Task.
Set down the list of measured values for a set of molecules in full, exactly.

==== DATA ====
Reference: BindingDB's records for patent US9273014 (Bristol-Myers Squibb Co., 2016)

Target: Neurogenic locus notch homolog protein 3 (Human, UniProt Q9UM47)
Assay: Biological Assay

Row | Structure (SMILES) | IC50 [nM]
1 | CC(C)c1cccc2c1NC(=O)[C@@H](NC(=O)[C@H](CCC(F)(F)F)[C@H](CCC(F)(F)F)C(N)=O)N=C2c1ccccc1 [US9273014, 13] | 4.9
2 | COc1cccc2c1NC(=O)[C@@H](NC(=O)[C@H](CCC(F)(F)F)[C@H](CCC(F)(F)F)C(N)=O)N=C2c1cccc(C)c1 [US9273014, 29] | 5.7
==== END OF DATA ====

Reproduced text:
Reference: BindingDB's records for patent US9273014 (Bristol-Myers Squibb Co., 2016)

Target: Neurogenic locus notch homolog protein 3 (Human, UniProt Q9UM47)
Assay: Biological Assay

Row | Structure (SMILES) | IC50 [nM]
1 | CC(C)c1cccc2c1NC(=O)[C@@H](NC(=O)[C@H](CCC(F)(F)F)[C@H](CCC(F)(F)F)C(N)=O)N=C2c1ccccc1 [US9273014, 13] | 4.9
2 | COc1cccc2c1NC(=O)[C@@H](NC(=O)[C@H](CCC(F)(F)F)[C@H](CCC(F)(F)F)C(N)=O)N=C2c1cccc(C)c1 [US9273014, 29] | 5.7